SightSensors are thermal cameras with integrated video analytics, automatically detecting intruders Airport security has been greatly enhanced for Torp Sandefjord Airport, Norway through the deployment of SightLogix smart thermal intrusion detection cameras. Installed in 2014, the solution has been providing long-range, automated protection over key areas of the airport. Airport security risks As a popular alternative to Oslo Airport, Torp Sandefjord serves approximately 1.5 million passengers a year traveling to Western Europe as well as emerging economies in Eastern Europe, where risks from cargo theft, avionics theft, and controlled substance smuggling require constant vigilance. Additionally, high-profile incidents at airports around the world made it clear to Sandefjord’s directors that they needed to strengthen their airport security posture. Solving airport security challenges with technology Before SightLogix, Sandefjord had been relying on a combination of perimeter fences, surveillance cameras and roving guards to protect the site. Looking for a more effective solution, the airport turned to SightLogix Certified Integrator Focus Security, a Norwegian security firm dedicated to solving security challenges for critical assets throughout northern Europe. They suggested the airport move from a passive security posture to a pre-emptive automated approach using SightLogix SightSensors. SightSensors are thermal cameras with integrated video analytics, automatically detecting intruders over large outdoor sites with high accuracy and low costs. SightSensors offer several capabilities that make them an excellent choice for the difficult job of protecting airport perimeters. As thermal devices, they detect intruders in complete darkness as well as glare conditions caused by the rising or setting sun, headlights, reflected light and other sources. SightSensors also support built-in electronic stabilisation to ensure a high probability of detection without false alerts caused by wind or airport vibrations. And they are capable of detecting intruders over long and wide distances, up to 600 meters away, allowing a single camera to cover the same area that would require many visible light cameras. This enables Torp Sandefjord Airport to take advantage of significant cost savings while ensuring accurate and reliable intruder detection. The SightLogix airport security system at Torp With the smart thermal solution in place, intruders that violate rules trigger an alarm, sending video of the event and the target’s precise GPS location to the airport’s Security Operations Centre, where security personnel monitor and verify the threat in real time. The target’s location is simultaneously projected onto a sitemap of the airport for situational awareness. The result is a blanket of automated awareness around all of the critical areas of the expansive airport. “The SightLogix system has taken Sandefjord Airport to the forefront of land-based security technology at airports,” said Ellen Sandnes of Torp Sandefjord Airport. “We offer a safe and enjoyable travel experience to our customers.” By enhancing the airport’s security with, round the clock intruder detection, the airport realised great cost savings by leveraging existing personnel much more effectively. Instead of hiring additional guards, which in that part of Europe can cost up to $25,000 per month, the existing force has been empowered with instant notification about the nature and location of a security breach day and night, and can initiate a fast and direct response. “Achieving security awareness at airports is a global challenge for the transportation industry,” said John Romanowich, SightLogix President and CEO. “We are pleased that SightLogix solutions are helping solve these challenges for Torp Sandefjord Airport.”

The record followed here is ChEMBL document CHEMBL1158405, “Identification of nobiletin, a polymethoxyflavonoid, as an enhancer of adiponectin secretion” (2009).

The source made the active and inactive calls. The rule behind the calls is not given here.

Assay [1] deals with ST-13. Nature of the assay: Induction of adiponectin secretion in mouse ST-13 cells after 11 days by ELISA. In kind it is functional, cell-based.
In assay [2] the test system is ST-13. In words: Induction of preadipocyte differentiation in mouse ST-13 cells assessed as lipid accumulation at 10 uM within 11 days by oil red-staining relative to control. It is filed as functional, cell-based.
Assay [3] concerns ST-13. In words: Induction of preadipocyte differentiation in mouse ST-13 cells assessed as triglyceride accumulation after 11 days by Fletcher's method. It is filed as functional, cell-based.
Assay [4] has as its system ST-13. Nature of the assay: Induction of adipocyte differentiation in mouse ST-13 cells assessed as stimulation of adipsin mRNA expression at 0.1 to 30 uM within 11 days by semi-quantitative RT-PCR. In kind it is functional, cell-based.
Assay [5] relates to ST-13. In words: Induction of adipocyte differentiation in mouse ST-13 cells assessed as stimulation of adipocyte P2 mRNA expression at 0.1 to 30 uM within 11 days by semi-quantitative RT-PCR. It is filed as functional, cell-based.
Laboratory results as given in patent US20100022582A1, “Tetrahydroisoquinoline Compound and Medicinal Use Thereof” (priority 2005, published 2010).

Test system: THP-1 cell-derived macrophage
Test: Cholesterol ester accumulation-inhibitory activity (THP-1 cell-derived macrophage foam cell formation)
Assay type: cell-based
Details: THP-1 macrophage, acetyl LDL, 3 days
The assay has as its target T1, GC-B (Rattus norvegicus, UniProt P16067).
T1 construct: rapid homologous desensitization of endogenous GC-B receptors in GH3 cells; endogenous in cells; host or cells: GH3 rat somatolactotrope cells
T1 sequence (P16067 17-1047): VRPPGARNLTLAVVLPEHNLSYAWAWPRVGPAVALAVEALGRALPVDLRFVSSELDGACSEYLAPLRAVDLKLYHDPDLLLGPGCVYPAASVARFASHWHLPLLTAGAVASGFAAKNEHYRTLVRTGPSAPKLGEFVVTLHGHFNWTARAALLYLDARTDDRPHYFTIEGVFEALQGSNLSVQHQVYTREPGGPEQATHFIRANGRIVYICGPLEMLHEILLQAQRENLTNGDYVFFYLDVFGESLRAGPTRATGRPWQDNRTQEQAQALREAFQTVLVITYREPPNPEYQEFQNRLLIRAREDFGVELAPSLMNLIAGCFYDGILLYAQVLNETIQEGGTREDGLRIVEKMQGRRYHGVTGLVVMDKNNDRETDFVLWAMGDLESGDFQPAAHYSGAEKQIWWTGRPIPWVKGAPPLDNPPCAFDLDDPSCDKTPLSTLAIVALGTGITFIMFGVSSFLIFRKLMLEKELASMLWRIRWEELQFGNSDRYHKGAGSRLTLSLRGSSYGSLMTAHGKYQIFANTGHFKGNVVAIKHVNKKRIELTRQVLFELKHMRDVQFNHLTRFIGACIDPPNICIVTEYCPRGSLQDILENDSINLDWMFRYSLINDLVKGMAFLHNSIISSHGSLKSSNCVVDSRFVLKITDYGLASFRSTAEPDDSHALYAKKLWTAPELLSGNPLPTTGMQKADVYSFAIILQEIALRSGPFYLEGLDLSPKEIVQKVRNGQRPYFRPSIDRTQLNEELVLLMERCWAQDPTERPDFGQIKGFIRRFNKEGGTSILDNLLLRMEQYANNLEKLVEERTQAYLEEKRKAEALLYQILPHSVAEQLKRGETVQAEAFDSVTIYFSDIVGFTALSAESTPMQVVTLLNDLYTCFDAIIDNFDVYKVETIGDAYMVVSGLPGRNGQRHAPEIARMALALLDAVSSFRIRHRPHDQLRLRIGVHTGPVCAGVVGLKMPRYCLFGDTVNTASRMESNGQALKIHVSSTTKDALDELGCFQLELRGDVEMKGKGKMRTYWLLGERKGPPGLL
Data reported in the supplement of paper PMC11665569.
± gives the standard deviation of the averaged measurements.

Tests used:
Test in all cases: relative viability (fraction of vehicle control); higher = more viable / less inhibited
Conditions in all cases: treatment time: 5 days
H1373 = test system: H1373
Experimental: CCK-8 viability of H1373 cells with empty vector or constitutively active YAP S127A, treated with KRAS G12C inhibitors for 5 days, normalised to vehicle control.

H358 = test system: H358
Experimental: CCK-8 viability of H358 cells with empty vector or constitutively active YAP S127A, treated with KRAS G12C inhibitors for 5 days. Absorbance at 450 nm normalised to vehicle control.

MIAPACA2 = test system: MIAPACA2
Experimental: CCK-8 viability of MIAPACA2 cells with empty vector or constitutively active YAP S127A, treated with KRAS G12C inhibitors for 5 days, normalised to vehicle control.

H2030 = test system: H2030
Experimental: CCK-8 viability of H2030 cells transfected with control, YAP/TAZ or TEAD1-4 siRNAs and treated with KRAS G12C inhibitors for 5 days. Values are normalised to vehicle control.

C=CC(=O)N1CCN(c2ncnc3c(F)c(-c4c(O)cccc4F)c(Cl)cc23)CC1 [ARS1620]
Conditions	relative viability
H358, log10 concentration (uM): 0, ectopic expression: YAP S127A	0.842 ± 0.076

SightLogix has written a concise guidebook to assist site managers, security directors, policy makers, architects and engineers, and integrators responsible for planning, selecting, and installing a smart video-based security system. Titled “The Smart Video Security Handbook,” the book contains real-world information and advice on all the steps necessary to create and implement a truly effective video security system, while offering a roadmap about how the technology may be used in the future. “The technologies discussed in the Smart Video Security Handbook present a profound opportunity to make the world safer, and yet the fundamental concepts have been largely misunderstood,” said John Romanowich, CEO, SightLogix, Inc. “We wrote this book to demystify the issues and help security professionals achieve true situational awareness for outdoor applications - and in the future - indoor environments.” The Smart Video Security Handbook incorporates many of the lessons learned about smart video technology and its practical applications. Topics include: Advantages and limits of smart thermal video security How to select the proper equipment and use it effectively Designing systems for effectiveness, easy implementation, and low cost Ensuring maximum site coverage and prompt response to events Sample site plans for security systems, with diagrams and explanations Using smart thermal video with a security operations centre (SOC) or central station (CS) monitoring service New directions for indoor security applications